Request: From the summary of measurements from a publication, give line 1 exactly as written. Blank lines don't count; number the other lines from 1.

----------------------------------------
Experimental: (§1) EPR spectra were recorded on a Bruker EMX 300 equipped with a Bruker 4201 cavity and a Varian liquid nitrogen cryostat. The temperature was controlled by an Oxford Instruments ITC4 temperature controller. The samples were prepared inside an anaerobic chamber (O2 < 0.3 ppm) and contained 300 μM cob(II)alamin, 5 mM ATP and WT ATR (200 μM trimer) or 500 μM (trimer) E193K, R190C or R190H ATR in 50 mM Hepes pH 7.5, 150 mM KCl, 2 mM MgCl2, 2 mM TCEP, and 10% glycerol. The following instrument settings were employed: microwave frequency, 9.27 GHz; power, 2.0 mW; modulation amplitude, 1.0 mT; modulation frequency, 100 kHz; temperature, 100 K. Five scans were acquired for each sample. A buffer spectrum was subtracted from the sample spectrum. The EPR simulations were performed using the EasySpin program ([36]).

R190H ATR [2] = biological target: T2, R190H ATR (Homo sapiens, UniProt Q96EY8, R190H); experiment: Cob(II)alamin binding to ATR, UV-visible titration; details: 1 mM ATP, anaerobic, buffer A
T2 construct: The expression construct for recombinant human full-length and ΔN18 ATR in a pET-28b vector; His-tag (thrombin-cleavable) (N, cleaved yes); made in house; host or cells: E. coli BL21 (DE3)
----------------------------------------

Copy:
Experimental: (§1) EPR spectra were recorded on a Bruker EMX 300 equipped with a Bruker 4201 cavity and a Varian liquid nitrogen cryostat. The temperature was controlled by an Oxford Instruments ITC4 temperature controller. The samples were prepared inside an anaerobic chamber (O2 < 0.3 ppm) and contained 300 μM cob(II)alamin, 5 mM ATP and WT ATR (200 μM trimer) or 500 μM (trimer) E193K, R190C or R190H ATR in 50 mM Hepes pH 7.5, 150 mM KCl, 2 mM MgCl2, 2 mM TCEP, and 10% glycerol. The following instrument settings were employed: microwave frequency, 9.27 GHz; power, 2.0 mW; modulation amplitude, 1.0 mT; modulation frequency, 100 kHz; temperature, 100 K. Five scans were acquired for each sample. A buffer spectrum was subtracted from the sample spectrum. The EPR simulations were performed using the EasySpin program ([36]).